Alexandria Public Schools voters approved our school funding request on the Nov 5 ballot: 60% voted yes!
Click here for the press release.
After several months of community input, deliberation, budget review and discussion, the Alexandria School Board unanimously approved a school funding request on the November 5, 2019 ballot. They are recommending a solution that aligns district needs with community values and tax tolerance.
The Alexandria Public Schools will hold a one-question referendum on November 5, 2019 for a phased-in operating levy. If approved by voters, the additional funding would help the district:
Maintain or reduce class sizes
Continue with specialist teachers
Expand mental health support
Maintain or expand real world work experiences at middle and/or high school
Provide more financial stability
WHAT IS THE PHASED APPROACH?
The district is proposing a $595 per student ten year operating levy. Instead of asking voters for this all at once, the district is proposing a conservative approach which asks voters to pay for the increase incrementally over time.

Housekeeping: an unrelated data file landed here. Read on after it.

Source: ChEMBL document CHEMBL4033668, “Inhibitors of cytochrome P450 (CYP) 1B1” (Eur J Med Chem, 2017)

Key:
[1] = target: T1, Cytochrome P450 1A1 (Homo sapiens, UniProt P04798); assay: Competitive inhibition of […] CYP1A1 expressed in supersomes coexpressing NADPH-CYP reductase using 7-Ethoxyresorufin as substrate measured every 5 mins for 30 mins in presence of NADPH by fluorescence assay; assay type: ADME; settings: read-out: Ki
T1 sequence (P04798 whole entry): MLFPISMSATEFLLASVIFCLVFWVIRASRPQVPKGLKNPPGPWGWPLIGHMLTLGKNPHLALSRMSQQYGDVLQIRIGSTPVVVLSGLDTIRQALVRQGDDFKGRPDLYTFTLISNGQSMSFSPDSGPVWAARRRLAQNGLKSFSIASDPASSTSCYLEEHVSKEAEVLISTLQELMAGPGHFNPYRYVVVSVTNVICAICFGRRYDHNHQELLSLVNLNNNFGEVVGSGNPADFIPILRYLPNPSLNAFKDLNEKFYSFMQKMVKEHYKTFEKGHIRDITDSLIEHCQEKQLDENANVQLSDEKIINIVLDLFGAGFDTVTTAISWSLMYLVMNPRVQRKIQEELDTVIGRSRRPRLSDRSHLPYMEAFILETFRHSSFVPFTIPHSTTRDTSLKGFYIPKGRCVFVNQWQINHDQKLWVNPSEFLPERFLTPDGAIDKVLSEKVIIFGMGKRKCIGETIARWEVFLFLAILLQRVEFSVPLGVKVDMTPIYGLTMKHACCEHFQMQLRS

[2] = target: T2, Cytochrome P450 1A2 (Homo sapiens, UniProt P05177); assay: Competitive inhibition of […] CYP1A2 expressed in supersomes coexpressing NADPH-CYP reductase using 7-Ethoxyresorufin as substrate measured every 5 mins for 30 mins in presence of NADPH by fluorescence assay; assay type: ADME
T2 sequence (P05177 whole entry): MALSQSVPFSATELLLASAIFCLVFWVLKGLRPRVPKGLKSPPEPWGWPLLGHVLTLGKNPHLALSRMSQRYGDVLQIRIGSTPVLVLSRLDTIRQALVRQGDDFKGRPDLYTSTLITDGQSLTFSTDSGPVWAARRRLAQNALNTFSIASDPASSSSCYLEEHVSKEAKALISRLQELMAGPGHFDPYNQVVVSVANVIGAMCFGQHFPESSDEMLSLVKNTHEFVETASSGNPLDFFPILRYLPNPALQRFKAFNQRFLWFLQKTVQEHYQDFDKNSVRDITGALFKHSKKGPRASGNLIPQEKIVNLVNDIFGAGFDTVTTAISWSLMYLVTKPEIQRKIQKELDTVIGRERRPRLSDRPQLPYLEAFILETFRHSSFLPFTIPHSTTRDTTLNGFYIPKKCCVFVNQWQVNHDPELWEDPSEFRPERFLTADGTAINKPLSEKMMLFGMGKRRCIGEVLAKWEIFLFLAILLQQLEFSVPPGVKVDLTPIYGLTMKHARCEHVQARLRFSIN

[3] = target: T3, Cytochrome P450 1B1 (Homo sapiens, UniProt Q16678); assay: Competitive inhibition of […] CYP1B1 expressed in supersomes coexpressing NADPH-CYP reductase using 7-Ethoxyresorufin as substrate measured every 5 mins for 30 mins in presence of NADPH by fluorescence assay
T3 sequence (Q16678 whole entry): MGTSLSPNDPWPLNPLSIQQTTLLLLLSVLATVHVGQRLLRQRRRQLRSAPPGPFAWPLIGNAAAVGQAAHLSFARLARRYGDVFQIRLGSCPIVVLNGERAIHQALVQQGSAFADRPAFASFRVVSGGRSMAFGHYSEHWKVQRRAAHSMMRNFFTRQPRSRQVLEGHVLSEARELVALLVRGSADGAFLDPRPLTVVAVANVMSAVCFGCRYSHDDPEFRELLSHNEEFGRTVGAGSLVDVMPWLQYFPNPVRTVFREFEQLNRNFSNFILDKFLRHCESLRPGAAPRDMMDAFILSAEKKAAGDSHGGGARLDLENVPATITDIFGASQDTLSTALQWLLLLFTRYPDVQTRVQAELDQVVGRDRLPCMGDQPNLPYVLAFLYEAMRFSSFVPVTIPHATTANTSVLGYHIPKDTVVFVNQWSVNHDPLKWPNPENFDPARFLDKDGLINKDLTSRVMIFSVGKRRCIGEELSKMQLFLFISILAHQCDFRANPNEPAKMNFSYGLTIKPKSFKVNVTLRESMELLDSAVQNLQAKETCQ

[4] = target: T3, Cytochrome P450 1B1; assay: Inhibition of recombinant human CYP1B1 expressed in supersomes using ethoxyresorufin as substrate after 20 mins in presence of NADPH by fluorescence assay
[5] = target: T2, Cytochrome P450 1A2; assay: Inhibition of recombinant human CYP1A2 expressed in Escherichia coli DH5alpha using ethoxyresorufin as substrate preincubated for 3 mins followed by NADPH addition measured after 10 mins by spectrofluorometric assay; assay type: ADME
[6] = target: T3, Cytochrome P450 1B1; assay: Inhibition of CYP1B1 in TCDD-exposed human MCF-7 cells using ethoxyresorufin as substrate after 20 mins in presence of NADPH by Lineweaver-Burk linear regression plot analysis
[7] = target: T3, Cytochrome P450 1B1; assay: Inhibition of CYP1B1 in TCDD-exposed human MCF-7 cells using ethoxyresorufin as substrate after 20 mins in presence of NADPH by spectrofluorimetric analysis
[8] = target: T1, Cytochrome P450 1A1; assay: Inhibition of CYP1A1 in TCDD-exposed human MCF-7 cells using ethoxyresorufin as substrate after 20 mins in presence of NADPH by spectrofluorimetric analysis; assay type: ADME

In a phased-in levy, the request is broken down into three smaller amounts of $375 per student in the 2020-21 school year, increased to $485 per student in the 2021-22 school year, and then increased to $595 per student in the 2022-23 school year. The tax impact for homeowners would also be phased in over time. If the referendum request is approved by voters, the $595 per student would then remain in place for the final seven years of the levy.
This year's budget had a $1.1 million shortfall. To maintain a balanced budget, the school board cut more than half a million dollars, in addition to drawing down our fund balance, which is a critical safety valve for all districts.
Deficit spending is not sustainable. We will have ongoing cuts without additional revenue.
State education funding has not kept pace with inflation or increasing costs for the past 15 years. If it had kept pace, our district would have received nearly $3 million more from the state in 2018-19, and that gap is projected to increase.
We pay nearly $3.5 million annually for critical special education services that aren't reimbursed by the State or Federal governments, even though they mandate the services.
Our school district is in the bottom 10% of all Minnesota school districts for general education funding.
We are one of the only school districts in the area without a voter-approved operating levy, which means we don't have the additional financial support that many communities provide to help operate our schools.